Originally published by Michelle O'Neil.
Most petitions for divorce or seeking relief in a suit affecting the parent child relationship in Texas include a request for a two-week temporary restraining order. This is intended to maintain the status quo and prevent one spouse from taking any action that harms the other until a hearing may be held.
The temporary restraining order may prevent spouses from hiding money or spending money in abnormal ways. It also may prevent the interference of the use of the marital residence. The temporary restraining order cannot exclude a party from the home without special circumstances, and it prevents the changing of locks or any other type of exclusionary action. The temporary restraining order specifically excepts spending money for reasonable and necessary living expense, including attorneys’ fees, or business expenses of the parties.
Some counties utilize a standard temporary restraining order, called the Standing Order, in every family law case, including divorces, to automatically and mutually prohibit both spouses from taking certain actions upon filing of the case. The Standing Order is effective upon filing of the petition. The enforceability of the Standing Order may be questionable, so some lawyers may elect to request a temporary restraining order in addition to the standing order. Across the state, 76 counties utilize the Standing Order in lieu of the standard temporary restraining order. Of the larger counties, Dallas, Travis, and Bexar have Standing Orders, where Tarrant and Harris do not. Each county’s Standing Order may differ slightly. Be sure to check your county as to their policy on Standing Orders. The appendix contains a table with reference to the Standing Orders of various counties.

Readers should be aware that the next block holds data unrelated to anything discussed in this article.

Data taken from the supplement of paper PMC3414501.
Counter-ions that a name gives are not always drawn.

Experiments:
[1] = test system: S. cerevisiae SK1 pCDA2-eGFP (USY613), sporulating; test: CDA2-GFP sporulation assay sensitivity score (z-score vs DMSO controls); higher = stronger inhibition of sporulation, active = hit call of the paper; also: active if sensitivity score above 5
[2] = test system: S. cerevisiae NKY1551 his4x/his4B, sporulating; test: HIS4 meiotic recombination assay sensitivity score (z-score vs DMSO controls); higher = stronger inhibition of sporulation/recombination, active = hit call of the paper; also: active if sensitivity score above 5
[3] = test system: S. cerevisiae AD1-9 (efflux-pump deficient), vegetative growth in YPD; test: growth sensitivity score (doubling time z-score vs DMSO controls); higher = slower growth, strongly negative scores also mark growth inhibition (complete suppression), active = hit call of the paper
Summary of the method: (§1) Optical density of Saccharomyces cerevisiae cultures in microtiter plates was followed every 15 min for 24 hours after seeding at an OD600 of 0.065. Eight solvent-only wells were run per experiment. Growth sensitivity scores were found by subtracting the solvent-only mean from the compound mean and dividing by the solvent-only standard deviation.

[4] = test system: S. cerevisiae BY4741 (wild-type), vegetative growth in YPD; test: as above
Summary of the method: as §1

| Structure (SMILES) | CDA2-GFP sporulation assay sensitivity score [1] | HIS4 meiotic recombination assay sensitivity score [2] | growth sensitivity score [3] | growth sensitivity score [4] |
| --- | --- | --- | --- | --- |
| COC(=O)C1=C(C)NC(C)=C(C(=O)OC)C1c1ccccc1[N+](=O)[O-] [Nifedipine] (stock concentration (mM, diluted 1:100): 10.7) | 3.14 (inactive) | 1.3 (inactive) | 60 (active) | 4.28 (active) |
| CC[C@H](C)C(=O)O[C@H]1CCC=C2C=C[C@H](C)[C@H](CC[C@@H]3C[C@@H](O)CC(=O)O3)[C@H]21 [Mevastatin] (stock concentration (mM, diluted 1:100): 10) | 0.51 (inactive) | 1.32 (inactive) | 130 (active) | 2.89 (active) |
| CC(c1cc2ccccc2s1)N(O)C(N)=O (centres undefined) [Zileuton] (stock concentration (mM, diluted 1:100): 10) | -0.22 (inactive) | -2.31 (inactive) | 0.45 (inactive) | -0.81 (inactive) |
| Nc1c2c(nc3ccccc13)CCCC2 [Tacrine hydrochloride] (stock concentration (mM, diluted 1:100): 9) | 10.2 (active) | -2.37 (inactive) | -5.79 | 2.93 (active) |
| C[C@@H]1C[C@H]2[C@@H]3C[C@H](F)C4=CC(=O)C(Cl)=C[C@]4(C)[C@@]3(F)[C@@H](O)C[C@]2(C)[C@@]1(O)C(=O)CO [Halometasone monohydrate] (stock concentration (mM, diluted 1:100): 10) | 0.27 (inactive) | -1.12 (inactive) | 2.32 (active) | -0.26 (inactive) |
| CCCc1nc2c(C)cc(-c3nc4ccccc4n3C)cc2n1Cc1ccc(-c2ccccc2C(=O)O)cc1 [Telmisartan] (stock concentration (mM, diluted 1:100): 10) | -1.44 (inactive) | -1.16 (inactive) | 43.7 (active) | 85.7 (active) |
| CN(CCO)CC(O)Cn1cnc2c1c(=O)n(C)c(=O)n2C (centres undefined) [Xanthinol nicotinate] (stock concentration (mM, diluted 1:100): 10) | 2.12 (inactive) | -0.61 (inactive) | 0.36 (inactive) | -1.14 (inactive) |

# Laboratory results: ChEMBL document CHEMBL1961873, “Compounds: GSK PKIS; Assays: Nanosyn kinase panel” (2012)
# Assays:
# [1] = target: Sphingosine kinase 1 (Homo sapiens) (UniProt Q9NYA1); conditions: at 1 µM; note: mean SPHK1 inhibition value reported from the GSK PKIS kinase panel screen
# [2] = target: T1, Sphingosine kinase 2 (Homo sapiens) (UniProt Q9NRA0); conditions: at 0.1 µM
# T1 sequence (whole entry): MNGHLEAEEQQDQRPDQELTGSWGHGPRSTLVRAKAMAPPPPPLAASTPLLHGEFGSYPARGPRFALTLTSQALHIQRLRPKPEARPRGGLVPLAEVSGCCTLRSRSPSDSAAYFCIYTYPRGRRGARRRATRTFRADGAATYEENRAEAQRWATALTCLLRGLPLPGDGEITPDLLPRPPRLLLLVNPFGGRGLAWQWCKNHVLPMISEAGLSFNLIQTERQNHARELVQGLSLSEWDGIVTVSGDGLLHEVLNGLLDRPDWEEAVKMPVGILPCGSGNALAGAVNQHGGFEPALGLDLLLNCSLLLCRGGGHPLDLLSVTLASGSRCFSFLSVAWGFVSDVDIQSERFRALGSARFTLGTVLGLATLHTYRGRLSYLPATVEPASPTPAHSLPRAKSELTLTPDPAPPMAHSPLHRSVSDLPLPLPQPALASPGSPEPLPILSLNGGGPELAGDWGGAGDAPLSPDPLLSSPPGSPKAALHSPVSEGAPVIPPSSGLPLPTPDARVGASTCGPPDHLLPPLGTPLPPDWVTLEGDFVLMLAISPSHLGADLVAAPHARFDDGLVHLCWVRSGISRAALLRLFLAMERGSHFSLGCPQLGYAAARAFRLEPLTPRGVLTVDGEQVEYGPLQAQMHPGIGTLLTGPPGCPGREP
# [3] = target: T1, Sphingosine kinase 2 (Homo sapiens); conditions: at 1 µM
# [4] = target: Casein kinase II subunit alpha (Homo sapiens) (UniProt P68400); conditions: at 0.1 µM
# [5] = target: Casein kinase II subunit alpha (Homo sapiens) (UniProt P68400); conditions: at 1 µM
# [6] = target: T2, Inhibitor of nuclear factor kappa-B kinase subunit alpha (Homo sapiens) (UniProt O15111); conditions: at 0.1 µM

If your county does not have a Standing Order that applies automatically to family law cases, you can still be protected. Instead, parties must file a request for temporary restraining order, detailing the specific family law restraining orders that apply to the particular situation. If the requested order is not one of the laundry list of applicable restraining orders set forth in the Texas Family Code, then the party seeking the restraining order must include an affidavit supporting why the order is necessary under the specific circumstances of that particular case. Again, except in very unusual circumstances, the court will not issue an order removing someone from the marital residence until a hearing can be held. A case-specific temporary restraining order in this situation will last for 14 days, with the possibility of one 14-day extension, so a hearing must be held during that 14 day period to resolve the issues raised by the temporary restraining order.
Traditionally, there has been some question among lawyers about the enforceability of Standing Orders as compared to restraining orders. Recently, the Texas Legislature has codified enforcement of Standing Orders to provide greater remedies for enforcement.
STANDING ORDERS BY TEXAS COUNTY
The following information was compiled by Michelle May O’Neil of O’Neil Wysocki, P.C., Dallas, Texas, in January 2016, based on the information available at that time. Before you rely on this information, confirm with the county at issue whether this information remains accurate. Many courts update their policies and orders frequently. If you are a lawyer practicing in one of these counties and have updated information, please send it to me.
Deaf Smith: No
El Paso: No
Fort Bend: No
Jeff Davis: No
Jim Hogg: No
Jim Wells: No
Palo Pinto: No
Red River: No
San Jacinto: No
Val Verde: No
Van Zandt: No
from Texas Bar Today http://ift.tt/1W6Abd5
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